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Heard This Week - 10/12/2006

Heard in Iran This Week
on Radio Farda

(Prague, Czech Republic -- October 12, 2006) Radio Farda continued its coverage of the ongoing tensions surrounding the Iranian nuclear program, as well as airing reports on the arrest of a prominent dissident cleric in Tehran.

>> In an interview aired on October 9, U.S. State Department Deputy Spokesman Tom Casey told Radio Farda listeners that the U.S. intends to solve the nuclear crises involving Iran and North Korea through diplomacy, but will never rule out the military option (

>> Political activist Mohsen Sazegara told Radio Farda listeners, in an interview aired on October 9, that North Korea's nuclear test primarily threatens Japan and that the Japanese have already expressed their dissatisfaction. Sazegara added that a second outcome of the test is that the U.N. position will harden against Iran and U.S. influence on that position will increase, even as relates to Russia (

>> Radio Farda also aired an interview on October 9 with Ohio Wesleyan University professor Akbar Mahdi. Mahdi told listeners that Washington had not dealt effectively with the nuclear ambitions of North Korea and the Islamic Republic. Mahdi added, "Iran and North Korea are not afraid of the U.S. This will cause the U.S. to reconsider its policies." (

>> Radio Farda reported that the U.S. State Department and Commerce Department had informed the Congress of their intent to recommend that the Department of Treasury issue a license to a U.S. company that would allow it to export spare parts for Airbus aircraft operated by Iran Air. In this regard, Radio Farda interviewed Patrick Clawson, the deputy director for research at the Washington Institute for Near East Policy, who told listeners on October 5 that, by doing so, the U.S. government is sending a friendly message to the Iranian people, even as it maintains its firm stance towards the Iranian government (

As a result of an error in translation, the August 10 issue of "Heard This Week In Iran on Radio Farda" referred to Dr. Pirouz Mojtahedzadeh as someone "who is close to the Iranian government". Dr. Mojtahedzadeh is, in fact, a professor of geopolitics at Tehran's Tarbiat Modaress University and chairman of the London-based Urosevic Research Foundation who closely analyzes the actions of the Iranian government in his field of study. We sincerely regret the error.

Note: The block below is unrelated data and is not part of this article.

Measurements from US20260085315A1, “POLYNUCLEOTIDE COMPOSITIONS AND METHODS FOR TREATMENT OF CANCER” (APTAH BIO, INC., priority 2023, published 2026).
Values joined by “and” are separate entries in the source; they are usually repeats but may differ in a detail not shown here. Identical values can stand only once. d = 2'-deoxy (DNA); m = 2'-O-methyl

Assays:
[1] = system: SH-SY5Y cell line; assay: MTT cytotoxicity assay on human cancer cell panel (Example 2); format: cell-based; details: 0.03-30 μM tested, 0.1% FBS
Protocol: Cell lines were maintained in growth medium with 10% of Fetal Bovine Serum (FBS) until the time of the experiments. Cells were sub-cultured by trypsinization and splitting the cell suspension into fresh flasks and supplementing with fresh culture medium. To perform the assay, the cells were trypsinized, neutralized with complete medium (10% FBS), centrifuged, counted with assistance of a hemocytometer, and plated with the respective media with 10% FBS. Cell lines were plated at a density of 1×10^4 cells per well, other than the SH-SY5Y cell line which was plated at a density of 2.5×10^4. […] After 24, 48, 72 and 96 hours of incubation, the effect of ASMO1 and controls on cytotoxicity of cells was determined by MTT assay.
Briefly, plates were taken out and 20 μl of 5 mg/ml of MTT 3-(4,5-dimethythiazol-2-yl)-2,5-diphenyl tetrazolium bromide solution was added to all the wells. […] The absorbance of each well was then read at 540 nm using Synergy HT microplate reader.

>> Radio Farda broadcast an interview with Tehran-based journalist Fariborz Sorush on October 8, who described a gathering of supporters of dissident Iranian cleric Ayatollah Mohammad Hossein Kazemeyni Borujerdi that was broken up by police and anti-riot forces. According to Sorush, Ayatollah Kazemeyni Borujerdi and most of his supporters were arrested and taken from the rally site to an unknown location (; for more on the story, visit

>> In an interview with Radio Farda on October 7, Ayatollah Kazemeyni Borujerdi said that he wants to promote traditional Islam, rather than the political Islam that enjoys the support of the Iranian regime (;).

>> Human rights activist and Radio Farda commentator Mehrangiz Kar, in an interview on October 9 told listeners that the attack on Ayatollah Kazemeyni Borujerdi and his supporters "Shows that freedom of expression is considered a crime not only for the people, but also for clerics who oppose the Islamic Republic." Kar also said that supporters of the Ayatollah say that the separation of religion and state is necessary (

>> Hessam Firuzi, a physician who treated student activist Ahmad Batebi, was released after spending two days under arrest. On October 3, Radio Farda aired an interview with his wife, Mahta Bordbar. Bordbar told Radio Farda listeners that it was not clear on what charges her husband had been arrested. She added that Firuzi had been asked to deny that Batebi had any health problems, but he refused (

>> Radio Farda aired an interview with Italian radio personality Aldo Forbice on October 6, about a rally in front of the Iranian Embassy in Rome to protest the death sentence against Kobra Rahmanpour. Her sentence is scheduled to be carried out on October 12 (

For more on these and other stories about Iran, please visit: -- Radio Farda's Persian-language website -- "Focus on Farda" bi-weekly review -- "RFE/RL Iran Report" weekly analysis -- RFE/RL English-language coverage of Iran

Radio Farda, a joint project of Radio Free Europe/Radio Liberty (RFE/RL) and
Voice of America (VOA), is a 24-hour, seven-day-a-week service.
Produced in Washington, D.C. and Prague, Czech Republic and
transmitted to listeners via AM, shortwave and satellite,
Radio Farda features fresh news and information at least twice an hour,
with longer news programming in the morning and the evening.
Radio Farda also broadcasts popular Persian and Western music.

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